John D. Leshy, who served as the Department of Interior's top attorney during the Clinton administration, played a key role in the attempt to reform federal mining regulations. On Oct. 25, the Bush administration announced that many of those reforms will be abandoned (HCN, 11/19/01: Mining reform gets the shaft). Leshy is currently a visiting professor at the UC Hastings College of Law in San Francisco; he spoke with HCN publisher Ed Marston on Oct. 31.ED MARSTON: Back in 1872, the Congress passed what is now a famous law. Could you describe it?
JOHN LESHY: (The General Mining Law of 1872) was one of the last of the late great 19th century, Western expansion, Manifest Destiny laws, because it basically threw open all the federal lands and said to the miners: "Come and get it for free."
The miners don't pay any rent, they don't pay any royalty, and (through a process called "patenting") they could get title to the land as well as the minerals under this old law. All those other laws have been repealed long ago. The Mining Law, uniquely, survives.
The Mining Law still applies to probably 400 million acres of federal land, and for a long time there had been efforts to reform the Mining Law, do away with it, repeal it, bring it into the 20th century, with some success.
MARSTON: Could you give us an example of the kind of devastation that the 1872 Mining Law has allowed?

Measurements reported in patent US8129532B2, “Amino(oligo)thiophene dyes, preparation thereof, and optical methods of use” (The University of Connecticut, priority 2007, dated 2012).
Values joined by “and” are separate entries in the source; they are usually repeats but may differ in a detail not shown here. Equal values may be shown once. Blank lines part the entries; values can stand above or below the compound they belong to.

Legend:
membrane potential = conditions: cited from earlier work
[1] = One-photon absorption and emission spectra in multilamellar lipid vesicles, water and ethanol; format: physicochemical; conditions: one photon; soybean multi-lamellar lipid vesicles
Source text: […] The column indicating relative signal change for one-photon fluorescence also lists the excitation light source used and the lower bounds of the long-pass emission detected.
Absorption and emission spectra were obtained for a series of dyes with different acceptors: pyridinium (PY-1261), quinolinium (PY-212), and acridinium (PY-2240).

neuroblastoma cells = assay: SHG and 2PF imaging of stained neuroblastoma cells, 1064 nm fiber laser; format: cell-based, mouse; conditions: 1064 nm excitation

LESHY: Modern mines will move hundreds of tons of earth for an ounce of gold. They're gigantic operations and they can cause a lot of environmental harm, especially to things like groundwater. Acid mine drainage is a problem. If you don't reseed and revegetate, you can have long-term erosion problems.
There have been some classic, large-scale disasters where miners have done a lousy job and walked away, declared bankruptcy, and left the taxpayers with large bills to clean these things up. The modern sort of poster child here is the Summitville Mine, which was on state lands in Colorado. The miner walked away and the federal taxpayer is paying $120-150 million to clean that thing up.
MARSTON: Let's fast forward. You become the top lawyer, the solicitor general for Department of Interior. You have a staff of 400, and you focus some of your energies on the Mining Law. What did you set about to do?
LESHY: In 1976, Congress passed the Federal Land Policy and Management Act, or FLPMA. In 1980, at the end of the Carter administration, the (3809) regulations were put in place that, for the first time, brought hardrock mining under some environmental control.
That was sort of a tentative first step, and everybody knew that those regulations would have to be fine-tuned over the years.
In 1990, near the end of the first President Bush administration, the administration started an effort to fine-tune and overhaul and strengthen those regulations. When the Clinton administration came in, in 1993, there was substantial sentiment in Congress to actually reform the law legislatively. Both the House and the Senate had passed reform bills in 1993 and 1994, but they couldn't get an agreement on a final bill, so that effort eventually failed.
Then we went back to the regulatory reform process. We eventually completed that effort in November of 2000, and strengthened the regulations in place.
In 1976 (in FLPMA), Congress told the secretary of the Interior, you shall prevent "unnecessary or undue degradation" of the public lands from all activities including hardrock mining. (In 1999) I wrote a legal opinion that interpreted "undue degradation" to mean that if a mining proposal causes substantial, irreparable environmental harm that you cannot effectively mitigate, the Interior Department can turn it down.